Faith is about connection with others, and about connection with an other, and so good poetry, whether it is about a religion or whether it is about that tree in the back garden, and whether it's written by Christian or Muslim or Hindu or somebody who isn't of faith but believes in love for one another - that’s where good poetry comes from.
Do you think your poetry comes from that place of love?
I hope so, I like to hope that I live in love.
Is there an aspect of spirituality to performance which gives poetry or scripture a level of understanding that you can’t get from just reading?
So in another life, I started my career as a performance poet. It was a very deliberate choice, not because I enjoyed taking part in competitions, but because that was a back door for a working class person to get into the industry. You can write the world’s greatest poem, but if you read it in a tiny mutter nobody is going to care, and you can write a garbage poem and claim it well enough that people will think it is better than it is.
Performance poetry is a skill, and I think a lot of poets fail to recognise the power of performance, but also of human connection. I don't know if I agree with her, but my priest once said to me that the feeling in the room when I read ‘Jesus at the Gay Bar’ is what grace feels like. And I don’t know if I agree with her on that, but as I’ve said previously, all poetry is about love, and human connection is an exceptional form of love.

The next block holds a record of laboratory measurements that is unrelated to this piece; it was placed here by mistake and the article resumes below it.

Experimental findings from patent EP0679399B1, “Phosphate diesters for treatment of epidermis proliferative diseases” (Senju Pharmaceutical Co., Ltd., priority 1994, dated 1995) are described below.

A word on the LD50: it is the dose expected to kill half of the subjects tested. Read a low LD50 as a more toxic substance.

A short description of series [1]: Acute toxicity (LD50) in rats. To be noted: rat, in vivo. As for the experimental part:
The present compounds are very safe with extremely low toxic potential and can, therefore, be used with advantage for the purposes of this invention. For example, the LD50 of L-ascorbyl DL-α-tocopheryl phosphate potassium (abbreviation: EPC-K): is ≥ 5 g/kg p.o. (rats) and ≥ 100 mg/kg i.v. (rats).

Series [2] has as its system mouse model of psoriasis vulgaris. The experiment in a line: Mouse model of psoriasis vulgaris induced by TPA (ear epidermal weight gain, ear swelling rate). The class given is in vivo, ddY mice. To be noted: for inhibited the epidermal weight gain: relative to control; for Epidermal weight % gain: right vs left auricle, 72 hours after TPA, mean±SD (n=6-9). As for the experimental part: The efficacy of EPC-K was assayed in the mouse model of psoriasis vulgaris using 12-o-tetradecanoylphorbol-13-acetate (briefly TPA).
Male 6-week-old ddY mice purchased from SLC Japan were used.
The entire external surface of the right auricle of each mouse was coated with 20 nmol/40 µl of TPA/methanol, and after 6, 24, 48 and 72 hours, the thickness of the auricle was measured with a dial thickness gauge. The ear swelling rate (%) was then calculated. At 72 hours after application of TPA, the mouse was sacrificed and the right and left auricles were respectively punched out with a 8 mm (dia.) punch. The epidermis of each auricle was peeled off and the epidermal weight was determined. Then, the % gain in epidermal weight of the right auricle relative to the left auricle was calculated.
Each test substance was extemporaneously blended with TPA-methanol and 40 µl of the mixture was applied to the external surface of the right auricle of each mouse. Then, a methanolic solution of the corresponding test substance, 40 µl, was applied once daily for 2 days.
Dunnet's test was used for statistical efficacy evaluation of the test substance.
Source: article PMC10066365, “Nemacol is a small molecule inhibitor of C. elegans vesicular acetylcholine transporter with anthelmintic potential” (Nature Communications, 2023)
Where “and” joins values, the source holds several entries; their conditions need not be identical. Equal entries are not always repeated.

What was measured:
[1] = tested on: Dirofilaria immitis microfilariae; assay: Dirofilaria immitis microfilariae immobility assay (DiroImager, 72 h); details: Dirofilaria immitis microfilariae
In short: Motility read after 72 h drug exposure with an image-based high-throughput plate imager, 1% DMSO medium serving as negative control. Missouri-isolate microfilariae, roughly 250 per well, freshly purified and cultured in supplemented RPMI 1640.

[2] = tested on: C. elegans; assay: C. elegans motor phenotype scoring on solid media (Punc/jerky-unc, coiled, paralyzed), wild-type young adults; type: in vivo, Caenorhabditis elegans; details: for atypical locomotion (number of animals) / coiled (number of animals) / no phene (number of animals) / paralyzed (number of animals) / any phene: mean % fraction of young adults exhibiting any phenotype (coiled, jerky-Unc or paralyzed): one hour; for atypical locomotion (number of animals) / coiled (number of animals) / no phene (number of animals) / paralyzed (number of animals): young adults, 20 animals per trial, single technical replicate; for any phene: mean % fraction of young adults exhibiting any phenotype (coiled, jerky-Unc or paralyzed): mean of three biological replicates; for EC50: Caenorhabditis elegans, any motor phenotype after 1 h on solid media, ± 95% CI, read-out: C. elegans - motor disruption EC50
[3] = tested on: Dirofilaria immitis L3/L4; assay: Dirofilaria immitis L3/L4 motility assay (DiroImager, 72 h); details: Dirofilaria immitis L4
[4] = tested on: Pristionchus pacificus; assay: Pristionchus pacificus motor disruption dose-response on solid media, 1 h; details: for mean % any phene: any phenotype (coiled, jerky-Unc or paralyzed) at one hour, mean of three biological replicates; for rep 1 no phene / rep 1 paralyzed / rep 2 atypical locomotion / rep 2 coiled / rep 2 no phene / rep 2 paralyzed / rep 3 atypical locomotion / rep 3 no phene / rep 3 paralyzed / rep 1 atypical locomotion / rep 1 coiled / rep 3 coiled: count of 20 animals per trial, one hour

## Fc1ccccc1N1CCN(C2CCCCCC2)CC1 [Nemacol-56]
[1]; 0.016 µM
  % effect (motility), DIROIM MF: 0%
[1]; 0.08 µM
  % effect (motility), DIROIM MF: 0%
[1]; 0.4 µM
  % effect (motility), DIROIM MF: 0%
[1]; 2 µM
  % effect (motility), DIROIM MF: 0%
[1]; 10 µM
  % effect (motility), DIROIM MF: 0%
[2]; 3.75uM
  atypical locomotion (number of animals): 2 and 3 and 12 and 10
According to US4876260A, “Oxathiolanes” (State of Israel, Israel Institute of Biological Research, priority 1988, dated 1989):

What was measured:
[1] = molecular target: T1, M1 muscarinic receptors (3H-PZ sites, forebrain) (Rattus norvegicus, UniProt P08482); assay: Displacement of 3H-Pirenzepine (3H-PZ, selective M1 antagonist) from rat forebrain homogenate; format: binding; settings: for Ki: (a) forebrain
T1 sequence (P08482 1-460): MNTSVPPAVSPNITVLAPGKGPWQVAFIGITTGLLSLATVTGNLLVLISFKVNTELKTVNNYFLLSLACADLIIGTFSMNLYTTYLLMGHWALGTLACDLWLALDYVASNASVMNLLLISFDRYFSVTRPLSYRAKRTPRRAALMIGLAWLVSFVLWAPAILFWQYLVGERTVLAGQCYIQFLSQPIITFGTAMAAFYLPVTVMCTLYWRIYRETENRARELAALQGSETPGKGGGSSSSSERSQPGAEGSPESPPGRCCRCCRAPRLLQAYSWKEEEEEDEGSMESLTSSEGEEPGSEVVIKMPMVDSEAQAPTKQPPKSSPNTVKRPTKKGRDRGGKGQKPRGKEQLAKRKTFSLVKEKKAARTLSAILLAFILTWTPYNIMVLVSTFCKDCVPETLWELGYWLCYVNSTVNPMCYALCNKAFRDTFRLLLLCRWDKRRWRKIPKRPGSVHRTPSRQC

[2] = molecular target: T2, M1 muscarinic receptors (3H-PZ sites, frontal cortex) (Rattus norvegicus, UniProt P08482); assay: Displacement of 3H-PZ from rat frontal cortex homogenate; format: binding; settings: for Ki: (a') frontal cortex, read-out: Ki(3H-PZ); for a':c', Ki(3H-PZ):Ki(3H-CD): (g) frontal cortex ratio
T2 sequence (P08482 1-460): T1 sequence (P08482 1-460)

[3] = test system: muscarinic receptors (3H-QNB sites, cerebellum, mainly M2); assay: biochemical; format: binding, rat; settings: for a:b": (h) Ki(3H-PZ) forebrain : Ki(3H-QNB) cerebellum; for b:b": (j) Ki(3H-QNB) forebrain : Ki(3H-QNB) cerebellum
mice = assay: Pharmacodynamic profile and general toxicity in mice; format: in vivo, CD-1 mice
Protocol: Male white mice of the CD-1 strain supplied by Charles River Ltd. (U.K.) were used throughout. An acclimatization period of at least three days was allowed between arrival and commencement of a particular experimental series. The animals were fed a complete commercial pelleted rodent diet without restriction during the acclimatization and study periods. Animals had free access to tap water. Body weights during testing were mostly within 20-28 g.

That’s one of my favourite poems that you’ve written.
It’s not my best poem by a long stretch. I wrote it while I was sat in the choir stalls at St Nick’s, in five minutes, and my friends came in and I said ‘I have just written this poem, and it is not a good poem, but it is what people need to hear.’ And I was very correct. I think skill-wise, it is the poem equivalent of a nice dessert your nan makes, it’s lovely and warming, you’re always going to go back to it. It is not the fancy thing they make at the Michelin starred restaurant, and as a poet I'm always seeking to the best at my craft, and the craft in ‘Jesus at the Gay Bar’ is extraordinarily low. The message is what people need to hear, and that is how I feel about ‘Jesus at the Gay Bar’. I know that it is important it is important, and I will continue giving that gift of love into the world. Skill-wise, it is a mediocre poem.